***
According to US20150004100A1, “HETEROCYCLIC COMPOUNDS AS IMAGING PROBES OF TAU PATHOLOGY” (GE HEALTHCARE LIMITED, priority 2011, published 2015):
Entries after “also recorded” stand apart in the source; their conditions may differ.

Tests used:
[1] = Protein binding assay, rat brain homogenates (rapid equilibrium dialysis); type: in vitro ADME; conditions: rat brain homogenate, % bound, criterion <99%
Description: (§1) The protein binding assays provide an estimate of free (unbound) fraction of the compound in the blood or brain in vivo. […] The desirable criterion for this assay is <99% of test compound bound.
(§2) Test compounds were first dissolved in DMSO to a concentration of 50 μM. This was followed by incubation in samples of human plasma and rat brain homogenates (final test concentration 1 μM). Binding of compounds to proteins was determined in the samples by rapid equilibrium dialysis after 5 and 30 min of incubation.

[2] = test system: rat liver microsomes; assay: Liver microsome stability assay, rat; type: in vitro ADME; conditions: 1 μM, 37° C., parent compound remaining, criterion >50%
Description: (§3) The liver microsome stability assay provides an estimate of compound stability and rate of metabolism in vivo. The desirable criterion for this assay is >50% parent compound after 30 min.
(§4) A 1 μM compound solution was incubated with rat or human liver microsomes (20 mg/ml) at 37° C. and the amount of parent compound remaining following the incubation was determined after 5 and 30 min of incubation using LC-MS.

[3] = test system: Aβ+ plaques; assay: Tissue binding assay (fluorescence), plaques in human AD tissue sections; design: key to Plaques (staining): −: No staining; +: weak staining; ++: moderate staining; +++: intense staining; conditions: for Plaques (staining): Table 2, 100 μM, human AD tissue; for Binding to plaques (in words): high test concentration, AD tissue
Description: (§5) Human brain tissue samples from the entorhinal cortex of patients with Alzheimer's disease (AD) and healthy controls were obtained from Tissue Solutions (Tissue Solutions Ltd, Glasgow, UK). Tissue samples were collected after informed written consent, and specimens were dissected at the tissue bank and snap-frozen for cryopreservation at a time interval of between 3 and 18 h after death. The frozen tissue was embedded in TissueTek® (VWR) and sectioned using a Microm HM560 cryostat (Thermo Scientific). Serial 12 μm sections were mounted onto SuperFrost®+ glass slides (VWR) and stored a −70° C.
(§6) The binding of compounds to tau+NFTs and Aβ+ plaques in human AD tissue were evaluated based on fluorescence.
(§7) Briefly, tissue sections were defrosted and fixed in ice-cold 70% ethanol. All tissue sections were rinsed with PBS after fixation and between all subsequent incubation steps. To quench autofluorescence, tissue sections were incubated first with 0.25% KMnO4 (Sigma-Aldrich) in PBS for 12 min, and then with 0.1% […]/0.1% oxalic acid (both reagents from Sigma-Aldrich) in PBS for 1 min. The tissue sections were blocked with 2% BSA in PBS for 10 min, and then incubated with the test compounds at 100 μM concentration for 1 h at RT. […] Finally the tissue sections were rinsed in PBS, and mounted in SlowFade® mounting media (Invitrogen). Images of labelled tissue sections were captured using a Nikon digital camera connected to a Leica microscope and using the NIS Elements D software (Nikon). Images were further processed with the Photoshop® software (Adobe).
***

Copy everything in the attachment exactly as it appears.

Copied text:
According to US20150004100A1, “HETEROCYCLIC COMPOUNDS AS IMAGING PROBES OF TAU PATHOLOGY” (GE HEALTHCARE LIMITED, priority 2011, published 2015):
Entries after “also recorded” stand apart in the source; their conditions may differ.

Tests used:
[1] = Protein binding assay, rat brain homogenates (rapid equilibrium dialysis); type: in vitro ADME; conditions: rat brain homogenate, % bound, criterion <99%
Description: (§1) The protein binding assays provide an estimate of free (unbound) fraction of the compound in the blood or brain in vivo. […] The desirable criterion for this assay is <99% of test compound bound.
(§2) Test compounds were first dissolved in DMSO to a concentration of 50 μM. This was followed by incubation in samples of human plasma and rat brain homogenates (final test concentration 1 μM). Binding of compounds to proteins was determined in the samples by rapid equilibrium dialysis after 5 and 30 min of incubation.

[2] = test system: rat liver microsomes; assay: Liver microsome stability assay, rat; type: in vitro ADME; conditions: 1 μM, 37° C., parent compound remaining, criterion >50%
Description: (§3) The liver microsome stability assay provides an estimate of compound stability and rate of metabolism in vivo. The desirable criterion for this assay is >50% parent compound after 30 min.
(§4) A 1 μM compound solution was incubated with rat or human liver microsomes (20 mg/ml) at 37° C. and the amount of parent compound remaining following the incubation was determined after 5 and 30 min of incubation using LC-MS.

[3] = test system: Aβ+ plaques; assay: Tissue binding assay (fluorescence), plaques in human AD tissue sections; design: key to Plaques (staining): −: No staining; +: weak staining; ++: moderate staining; +++: intense staining; conditions: for Plaques (staining): Table 2, 100 μM, human AD tissue; for Binding to plaques (in words): high test concentration, AD tissue
Description: (§5) Human brain tissue samples from the entorhinal cortex of patients with Alzheimer's disease (AD) and healthy controls were obtained from Tissue Solutions (Tissue Solutions Ltd, Glasgow, UK). Tissue samples were collected after informed written consent, and specimens were dissected at the tissue bank and snap-frozen for cryopreservation at a time interval of between 3 and 18 h after death. The frozen tissue was embedded in TissueTek® (VWR) and sectioned using a Microm HM560 cryostat (Thermo Scientific). Serial 12 μm sections were mounted onto SuperFrost®+ glass slides (VWR) and stored a −70° C.
(§6) The binding of compounds to tau+NFTs and Aβ+ plaques in human AD tissue were evaluated based on fluorescence.
(§7) Briefly, tissue sections were defrosted and fixed in ice-cold 70% ethanol. All tissue sections were rinsed with PBS after fixation and between all subsequent incubation steps. To quench autofluorescence, tissue sections were incubated first with 0.25% KMnO4 (Sigma-Aldrich) in PBS for 12 min, and then with 0.1% […]/0.1% oxalic acid (both reagents from Sigma-Aldrich) in PBS for 1 min. The tissue sections were blocked with 2% BSA in PBS for 10 min, and then incubated with the test compounds at 100 μM concentration for 1 h at RT. […] Finally the tissue sections were rinsed in PBS, and mounted in SlowFade® mounting media (Invitrogen). Images of labelled tissue sections were captured using a Nikon digital camera connected to a Leica microscope and using the NIS Elements D software (Nikon). Images were further processed with the Photoshop® software (Adobe).